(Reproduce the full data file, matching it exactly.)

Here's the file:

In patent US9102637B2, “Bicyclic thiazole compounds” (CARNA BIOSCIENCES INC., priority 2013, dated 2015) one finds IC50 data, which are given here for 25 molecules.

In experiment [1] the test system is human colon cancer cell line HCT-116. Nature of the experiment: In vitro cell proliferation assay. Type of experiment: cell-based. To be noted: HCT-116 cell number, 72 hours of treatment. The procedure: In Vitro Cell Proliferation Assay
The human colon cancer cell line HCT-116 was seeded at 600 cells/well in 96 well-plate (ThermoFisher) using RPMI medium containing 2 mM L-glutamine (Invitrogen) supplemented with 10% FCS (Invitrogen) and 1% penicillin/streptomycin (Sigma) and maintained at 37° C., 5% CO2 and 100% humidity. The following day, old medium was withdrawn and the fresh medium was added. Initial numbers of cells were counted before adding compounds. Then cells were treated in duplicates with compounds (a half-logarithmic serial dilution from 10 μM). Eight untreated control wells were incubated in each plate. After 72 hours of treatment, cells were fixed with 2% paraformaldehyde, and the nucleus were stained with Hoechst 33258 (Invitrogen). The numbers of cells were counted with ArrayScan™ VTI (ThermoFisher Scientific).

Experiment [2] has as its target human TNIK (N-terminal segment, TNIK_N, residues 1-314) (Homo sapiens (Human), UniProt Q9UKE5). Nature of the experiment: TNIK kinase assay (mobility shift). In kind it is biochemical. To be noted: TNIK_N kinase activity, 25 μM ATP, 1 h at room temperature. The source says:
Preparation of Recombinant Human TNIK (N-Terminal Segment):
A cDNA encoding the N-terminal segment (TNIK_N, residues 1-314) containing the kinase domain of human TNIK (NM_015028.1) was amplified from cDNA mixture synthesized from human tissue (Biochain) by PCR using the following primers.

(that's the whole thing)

In patent US9102637B2, “Bicyclic thiazole compounds” (CARNA BIOSCIENCES INC., priority 2013, dated 2015) one finds IC50 data, which are given here for 25 molecules.

In experiment [1] the test system is human colon cancer cell line HCT-116. Nature of the experiment: In vitro cell proliferation assay. Type of experiment: cell-based. To be noted: HCT-116 cell number, 72 hours of treatment. The procedure: In Vitro Cell Proliferation Assay
The human colon cancer cell line HCT-116 was seeded at 600 cells/well in 96 well-plate (ThermoFisher) using RPMI medium containing 2 mM L-glutamine (Invitrogen) supplemented with 10% FCS (Invitrogen) and 1% penicillin/streptomycin (Sigma) and maintained at 37° C., 5% CO2 and 100% humidity. The following day, old medium was withdrawn and the fresh medium was added. Initial numbers of cells were counted before adding compounds. Then cells were treated in duplicates with compounds (a half-logarithmic serial dilution from 10 μM). Eight untreated control wells were incubated in each plate. After 72 hours of treatment, cells were fixed with 2% paraformaldehyde, and the nucleus were stained with Hoechst 33258 (Invitrogen). The numbers of cells were counted with ArrayScan™ VTI (ThermoFisher Scientific).

Experiment [2] has as its target human TNIK (N-terminal segment, TNIK_N, residues 1-314) (Homo sapiens (Human), UniProt Q9UKE5). Nature of the experiment: TNIK kinase assay (mobility shift). In kind it is biochemical. To be noted: TNIK_N kinase activity, 25 μM ATP, 1 h at room temperature. The source says:
Preparation of Recombinant Human TNIK (N-Terminal Segment):
A cDNA encoding the N-terminal segment (TNIK_N, residues 1-314) containing the kinase domain of human TNIK (NM_015028.1) was amplified from cDNA mixture synthesized from human tissue (Biochain) by PCR using the following primers.